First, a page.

And this other issue too is important – the connection of knowledge with power, worldly power. Faustus, like many clever persons, is very enamouredof himself and of his own abilities. He thinks well of himself; too well, and is seduced by his own self-love into sin where he becomes a slave to ambition and to a vain thirst for ultimate knowledge.

A great deal of the learning of the Greek and Roman worlds, as well as the Hebrew and New Testament worlds is packed into the drama of Faustus. This includes the issues on proper role and uses of learning; the self control one should exert over appetite and desire; the weaker argument defeating the stronger – which is sophistry; the idea that ‘might is right’; the idea of temperance and of The Golden Mean in ethics and behaviour; and much more.

Pretty soon after this speech is spoken by Faustus’ which we are discussing and which is printed above, and that I have selected to comment on, Good Angels and Evil Angels appear on stage and vie for the soul of Faustus. They appear from time to time in the drama to give a Cosmic Significance to Faustus’ petty follies. They fight out the Cosmic Battle always going on between Good and Evil and do this through the medium of Faustus’ frivolous actions and behaviour.

Of very great importance is what Faustus does with the forbidden knowledge he accesses once he has signed away his soul to Mephistopheles in blood and on a contractual document.

It’s important that Faustus has to sign this document, since the Lord Jesus requires no similar signed pledge of fealty from his people, who adhere because of love and veneration to his Person. Whereas Mephistopheles knows that Faustus’ bargain with him will bring Faustus only hollow fruit, and frustrate his every expectation, and eventually will damn him to everlasting perdition. So Mephistopheles has Faustus sign a binding contract, so as to hold him to the empty bargain.

And so it transpires that Faustus can only use his powers to do cheap circus tricks and pantomime clowning; like going to St Peter’s and tweaking the nose of The Pope, and doing petty practical jokes on unwitting people. Really sad and bathetic stuff

Faustus asks questions about man and origins of things to Mephistopheles and finds out merely what he knew before, and absolutely nothing that he could not have got from The Bible; everything s ordered in every way all as the Testaments lay it out, and Faustus is deeply disappointed.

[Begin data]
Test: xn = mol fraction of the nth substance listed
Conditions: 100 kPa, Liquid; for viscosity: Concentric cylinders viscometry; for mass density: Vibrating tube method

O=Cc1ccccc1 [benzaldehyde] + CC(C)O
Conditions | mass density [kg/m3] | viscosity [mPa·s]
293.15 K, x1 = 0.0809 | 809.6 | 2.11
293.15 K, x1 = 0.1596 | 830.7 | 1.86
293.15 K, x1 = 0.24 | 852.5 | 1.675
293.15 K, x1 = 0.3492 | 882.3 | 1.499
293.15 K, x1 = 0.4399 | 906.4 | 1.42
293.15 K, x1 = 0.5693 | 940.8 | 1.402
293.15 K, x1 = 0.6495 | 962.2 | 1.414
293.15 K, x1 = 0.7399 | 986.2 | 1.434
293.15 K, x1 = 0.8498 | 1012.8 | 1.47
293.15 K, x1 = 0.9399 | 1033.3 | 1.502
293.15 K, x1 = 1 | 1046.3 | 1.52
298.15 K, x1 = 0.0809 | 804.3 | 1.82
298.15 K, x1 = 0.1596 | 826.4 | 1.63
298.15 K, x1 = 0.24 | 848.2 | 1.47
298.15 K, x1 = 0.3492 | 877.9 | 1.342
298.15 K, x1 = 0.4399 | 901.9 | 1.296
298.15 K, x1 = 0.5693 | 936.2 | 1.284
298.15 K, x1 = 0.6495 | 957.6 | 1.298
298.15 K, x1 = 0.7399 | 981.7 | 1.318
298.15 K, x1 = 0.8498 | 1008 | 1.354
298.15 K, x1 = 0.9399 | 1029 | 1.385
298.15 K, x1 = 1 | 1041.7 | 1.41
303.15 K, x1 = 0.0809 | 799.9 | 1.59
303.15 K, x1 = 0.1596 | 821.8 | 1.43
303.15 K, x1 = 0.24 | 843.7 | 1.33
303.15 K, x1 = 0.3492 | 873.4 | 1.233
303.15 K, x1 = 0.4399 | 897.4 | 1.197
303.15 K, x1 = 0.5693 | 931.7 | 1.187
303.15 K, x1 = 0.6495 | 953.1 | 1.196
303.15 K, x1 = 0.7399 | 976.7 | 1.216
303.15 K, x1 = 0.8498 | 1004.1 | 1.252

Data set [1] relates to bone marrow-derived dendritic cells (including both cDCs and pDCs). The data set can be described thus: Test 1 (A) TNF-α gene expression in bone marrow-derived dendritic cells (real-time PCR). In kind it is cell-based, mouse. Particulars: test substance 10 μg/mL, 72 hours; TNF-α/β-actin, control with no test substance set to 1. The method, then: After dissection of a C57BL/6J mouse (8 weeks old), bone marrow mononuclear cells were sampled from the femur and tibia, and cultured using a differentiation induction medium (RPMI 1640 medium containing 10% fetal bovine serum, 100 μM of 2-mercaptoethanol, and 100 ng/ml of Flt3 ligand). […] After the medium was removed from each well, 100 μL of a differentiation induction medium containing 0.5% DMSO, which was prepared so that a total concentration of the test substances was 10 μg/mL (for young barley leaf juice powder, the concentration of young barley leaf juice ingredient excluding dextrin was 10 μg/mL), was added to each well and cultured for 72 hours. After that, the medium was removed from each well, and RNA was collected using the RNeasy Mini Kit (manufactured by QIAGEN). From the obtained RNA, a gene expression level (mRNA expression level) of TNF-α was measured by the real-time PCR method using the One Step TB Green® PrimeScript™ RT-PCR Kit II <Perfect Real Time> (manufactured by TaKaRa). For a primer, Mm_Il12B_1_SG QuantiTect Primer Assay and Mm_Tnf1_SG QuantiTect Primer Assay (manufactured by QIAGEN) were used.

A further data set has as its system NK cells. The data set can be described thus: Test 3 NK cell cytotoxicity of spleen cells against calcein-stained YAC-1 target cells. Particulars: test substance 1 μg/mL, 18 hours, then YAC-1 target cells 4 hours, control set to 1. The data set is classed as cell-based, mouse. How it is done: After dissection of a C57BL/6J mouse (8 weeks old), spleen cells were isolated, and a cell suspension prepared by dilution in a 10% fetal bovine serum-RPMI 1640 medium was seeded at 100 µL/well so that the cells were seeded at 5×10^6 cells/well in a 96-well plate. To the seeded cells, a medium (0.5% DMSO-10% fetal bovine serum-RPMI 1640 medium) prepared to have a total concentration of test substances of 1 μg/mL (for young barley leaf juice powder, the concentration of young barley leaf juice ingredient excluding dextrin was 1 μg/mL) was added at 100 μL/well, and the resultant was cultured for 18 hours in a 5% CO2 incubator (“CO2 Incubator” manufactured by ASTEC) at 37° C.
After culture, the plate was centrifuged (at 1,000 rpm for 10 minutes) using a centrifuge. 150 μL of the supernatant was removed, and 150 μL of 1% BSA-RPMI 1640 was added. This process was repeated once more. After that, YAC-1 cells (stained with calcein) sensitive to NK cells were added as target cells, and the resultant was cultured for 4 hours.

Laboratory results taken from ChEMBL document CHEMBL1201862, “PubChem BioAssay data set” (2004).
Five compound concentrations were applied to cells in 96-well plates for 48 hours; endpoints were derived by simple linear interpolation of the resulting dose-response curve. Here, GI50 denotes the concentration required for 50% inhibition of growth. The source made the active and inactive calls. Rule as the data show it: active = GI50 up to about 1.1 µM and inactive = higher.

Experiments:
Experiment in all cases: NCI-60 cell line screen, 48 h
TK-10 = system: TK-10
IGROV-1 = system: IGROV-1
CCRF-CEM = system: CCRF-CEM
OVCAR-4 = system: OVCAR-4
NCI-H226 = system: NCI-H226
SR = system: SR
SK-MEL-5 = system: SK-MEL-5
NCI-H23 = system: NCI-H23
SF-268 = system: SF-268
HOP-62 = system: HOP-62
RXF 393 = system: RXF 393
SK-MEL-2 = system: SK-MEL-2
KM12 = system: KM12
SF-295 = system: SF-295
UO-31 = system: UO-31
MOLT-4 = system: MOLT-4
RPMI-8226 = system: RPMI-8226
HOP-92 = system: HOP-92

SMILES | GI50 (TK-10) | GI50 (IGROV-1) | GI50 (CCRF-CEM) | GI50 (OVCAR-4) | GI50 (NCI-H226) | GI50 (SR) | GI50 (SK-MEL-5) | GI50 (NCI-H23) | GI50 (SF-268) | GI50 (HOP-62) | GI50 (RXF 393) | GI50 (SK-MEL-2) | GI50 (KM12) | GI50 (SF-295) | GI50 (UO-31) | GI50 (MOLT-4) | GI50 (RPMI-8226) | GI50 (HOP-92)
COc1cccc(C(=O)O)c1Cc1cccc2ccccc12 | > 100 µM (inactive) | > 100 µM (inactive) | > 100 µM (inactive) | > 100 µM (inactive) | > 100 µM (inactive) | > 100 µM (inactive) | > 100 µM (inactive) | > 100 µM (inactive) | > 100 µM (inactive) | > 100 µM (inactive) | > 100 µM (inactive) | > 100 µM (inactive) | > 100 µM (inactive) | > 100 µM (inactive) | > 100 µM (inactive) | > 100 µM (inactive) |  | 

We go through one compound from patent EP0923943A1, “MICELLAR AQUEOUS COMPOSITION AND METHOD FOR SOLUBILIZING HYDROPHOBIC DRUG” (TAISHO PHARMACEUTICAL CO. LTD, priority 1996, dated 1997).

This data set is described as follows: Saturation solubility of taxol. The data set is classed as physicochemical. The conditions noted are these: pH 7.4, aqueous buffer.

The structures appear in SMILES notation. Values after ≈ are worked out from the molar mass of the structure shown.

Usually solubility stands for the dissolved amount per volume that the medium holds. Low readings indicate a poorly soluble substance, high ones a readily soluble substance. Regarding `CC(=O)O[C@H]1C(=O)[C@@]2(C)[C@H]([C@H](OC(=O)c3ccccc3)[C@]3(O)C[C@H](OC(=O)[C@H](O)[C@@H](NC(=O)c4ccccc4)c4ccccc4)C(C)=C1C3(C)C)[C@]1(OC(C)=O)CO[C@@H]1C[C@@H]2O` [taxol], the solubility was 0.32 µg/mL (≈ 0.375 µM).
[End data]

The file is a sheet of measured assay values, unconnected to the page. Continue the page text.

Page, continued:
He begins to realise the emptiness of the bargain he has made. All he has then is riotous living and the prospect of death and damnation after the 25 years contract. He does some vanity projects like calling up the Spirit of Helen of Troy (and spurring the famous line ‘Is this the face that launched a thousand ships?’) She is beautiful, but unattainable; she feeds the appetite but cannot slake it.

Like Shakespeare’s Hamlet he soon grows to understand that:

‘Fie, why unto me are all the uses of this world
Dull, stale, flat, and unprofitable?’’

and then knows that there is also good practical reason indeed why Jesus refused the offer from Satan of dominion over all the nations of the world, and chose to be no earthly king of an earthly kingdom.

A telling episode in the Faustus drama is when Faustus questions Mephistopheles why he is not in Hell by with him: Mephistopheles replies:

‘Why this is Hell; nor am I out of it’

meaning that Mephistopheles carries his Hell with him wherever he goes, and never has ease or respite. This discovery, as it should, perturbs Faustus enormously.

On a knockabout comedy level the Faustus drama is vaudeville and farce and the common man’s entertainment. On a metaphysical and spiritual level it is a deep discussion of the ‘vanity of the world’ and of the ultimate soundness and truth of Biblical teaching and its recommendations.

The approach of an audience should be not to take the action and plot and dialogue of the play as literally true in any way, as like history works claim to be, but to see into the work’s semblances and use of symbols, images, allegories, parodies, metaphors, similes, personifications and enjoy the sheer verve and dynamism of the play’s action and ideas. The play when looked at in this figurative way turns the key to many human and divine truths, incontrovertible and necessary, whether one is Christian or not, whether one likes it or not. It’s about the way the world is set up (I believe by God) to work and to operate.

The weakness of men and women is exposed. Their sense of their own worths; their insatiable appetites, their lust for power and for knowledge for power’s sake, and their intellectual pride, make us all the slaves of evil desires and not our own masters, who would otherwise be our own persons but voluntarily and willingly and joyously following the Way of our Lord andSaviour in love and truth and grace.

But this has all been exposition of the content and subject matter of the drama. Look and read over Faustus’ speech, and then go to the full drama at the link below, and as you read listen in your mind’s ear to the sumptuous poetry; the power of what John Milton called ‘Marlowe’s mighty line’, and the tenderness and poignancy of his pitiful art.

Another Grand Master of the world of words

http://www.enotes.com/faustus-text/scene-i
Peter